Connecticut

Local veteran discusses experiences in 'Battle of Hamburger Hill' during Vietnam War

HIGGANUM, Conn. (WTNH) - Fifty years ago this month, one of the most brutal and consequential battles of the Vietnam War took place in place to be known as 'Hamburger Hill."    

A Connecticut veteran commanded a unit, that was one of the first to reach to top of hill during that campaign. News 8 talked to him about his experiences, in today's edition of 'Salute to the Troops.'

At the tender age of 20, the U.S. government and fate landed Arthur Wiknik Junior in Vietnam. Like all young men, he knew all too well about the danger.

"We were losing 200 or 300 men a week," said Wiknik.

Wiknik grew up in Higganum and drafted by the army in 1968. Recognizing his leadership potential, the army put him on the fast-track. He was sent to Vietnam as a squad commander

"This is where we set up before the assault, so we are in terrain like this," said Wiknik.

His first ever combat experience, leading 15 soldiers, many of them still in their teens.

"The hardest thing was to get the young men under my command to believe that I'm not here to win any medals, I'm not here to win the war, I'm here to survive," said Wiknik.

The battle was for control of a 3,000 foot high mountain one mile away from the Laotian border.

"Unbelievable heat and humid, you can't imagine," said Wiknik.

The U.S. military wanted it, to keep an eye on enemy forces of the people's army of Vietnam.

"We could hardly see the next section of area, so everybody was clustered together so there was no chance of enemy soldiers sneaking between us," said Wiknik.

The brutal conflict would become known as the Battle of Hamburger Hill.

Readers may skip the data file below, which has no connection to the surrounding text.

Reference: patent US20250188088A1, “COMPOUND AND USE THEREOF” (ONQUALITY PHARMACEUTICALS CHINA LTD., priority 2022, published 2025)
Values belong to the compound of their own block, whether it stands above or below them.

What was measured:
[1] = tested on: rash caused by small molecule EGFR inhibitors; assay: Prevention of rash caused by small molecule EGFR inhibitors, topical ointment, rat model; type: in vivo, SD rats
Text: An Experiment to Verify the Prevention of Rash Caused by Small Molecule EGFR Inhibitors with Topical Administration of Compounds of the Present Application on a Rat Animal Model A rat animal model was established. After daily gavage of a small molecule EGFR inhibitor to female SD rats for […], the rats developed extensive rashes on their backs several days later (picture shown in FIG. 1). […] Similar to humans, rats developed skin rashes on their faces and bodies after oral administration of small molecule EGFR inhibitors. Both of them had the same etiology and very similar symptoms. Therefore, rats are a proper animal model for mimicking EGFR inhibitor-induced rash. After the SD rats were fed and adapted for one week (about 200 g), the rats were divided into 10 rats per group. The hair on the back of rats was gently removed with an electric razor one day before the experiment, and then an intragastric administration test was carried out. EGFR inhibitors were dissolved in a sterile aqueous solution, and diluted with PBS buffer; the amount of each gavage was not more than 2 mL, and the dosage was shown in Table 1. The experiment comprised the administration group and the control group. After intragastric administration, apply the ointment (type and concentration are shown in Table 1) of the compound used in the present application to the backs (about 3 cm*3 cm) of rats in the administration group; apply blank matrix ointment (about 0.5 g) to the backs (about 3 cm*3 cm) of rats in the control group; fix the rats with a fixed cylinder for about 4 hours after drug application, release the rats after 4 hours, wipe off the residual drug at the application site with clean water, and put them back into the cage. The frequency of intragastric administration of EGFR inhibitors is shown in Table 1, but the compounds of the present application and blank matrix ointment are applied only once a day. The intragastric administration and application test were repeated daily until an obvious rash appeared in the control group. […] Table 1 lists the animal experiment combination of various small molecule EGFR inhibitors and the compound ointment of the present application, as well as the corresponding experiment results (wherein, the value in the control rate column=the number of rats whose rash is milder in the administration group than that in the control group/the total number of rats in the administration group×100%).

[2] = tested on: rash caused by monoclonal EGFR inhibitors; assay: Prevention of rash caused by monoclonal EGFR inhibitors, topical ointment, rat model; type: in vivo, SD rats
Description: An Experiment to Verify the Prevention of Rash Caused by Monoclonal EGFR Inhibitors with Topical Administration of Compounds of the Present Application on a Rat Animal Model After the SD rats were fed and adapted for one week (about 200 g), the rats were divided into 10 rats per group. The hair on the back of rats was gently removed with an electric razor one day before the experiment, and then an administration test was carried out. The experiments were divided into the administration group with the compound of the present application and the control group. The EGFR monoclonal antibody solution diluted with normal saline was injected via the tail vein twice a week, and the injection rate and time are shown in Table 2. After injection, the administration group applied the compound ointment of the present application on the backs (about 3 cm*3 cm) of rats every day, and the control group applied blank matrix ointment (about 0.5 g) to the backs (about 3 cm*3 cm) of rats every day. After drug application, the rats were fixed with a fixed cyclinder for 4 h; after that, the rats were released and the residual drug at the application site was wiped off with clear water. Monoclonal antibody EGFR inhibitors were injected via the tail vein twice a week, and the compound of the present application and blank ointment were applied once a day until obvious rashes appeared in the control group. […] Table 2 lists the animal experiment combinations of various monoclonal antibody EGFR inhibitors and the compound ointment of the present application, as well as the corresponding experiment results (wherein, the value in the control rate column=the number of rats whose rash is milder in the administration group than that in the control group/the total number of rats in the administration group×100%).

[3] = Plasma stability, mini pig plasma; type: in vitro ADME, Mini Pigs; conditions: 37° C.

"After each bombing we would just make another assault we'd get pushed back, the guys said the enemy is turning us into hamburger, that's where the name Hamburger Hill came from," said Wiknik.

During the course of that 10 day battle, 72 American soldiers were killed and 400 others injured.
And, although Wiknik was not officially listed among the causalities his life was threatened by enemy fire. 

'When I reached up, he hit me in the chest with a tracer round, of course I had this ammunition wrapped around me so it didn't have enough to penetrate into my body, but it started my cloth bandoleer on fire,so if it didn't get that fire out I would have exploded anyway," said Wiknik.

The bloody struggle ended with U.S. forces winning control of the hill. But then, days later, the American military abandoned it, sparking controvery with many calling what happened a needless loss of life.

But for soldiers like Arthur, it was a matter of following order.

"In a war of attrition, we're just there to kill the enemy, we're not there to secure ground. We were a little upset, but those of us who are still alive just have to carry," said Wiknik.

Wiknik left the army with a case full of medals for his valor. In the years since, he has written a book about his experiences in Vietnam and even consulted on a movie about the battle of Hamburger Hill.

His days on the battlefield, changing his outlook on life forever.

"We saw life from a different perspective, we experienced things that the average citizen will never experience, never have to  experience so we just have more of an appreciation for life in this country and just being an American," said Wiknik.

And, you can hear more of Arthur's Vietnam War experiences next Tuesday at 10 a.m. at the Cheshire Senior Center. He's speaking at a monthly 'Veteran's Coffee House' event, sponsored by Assisted Living Services.

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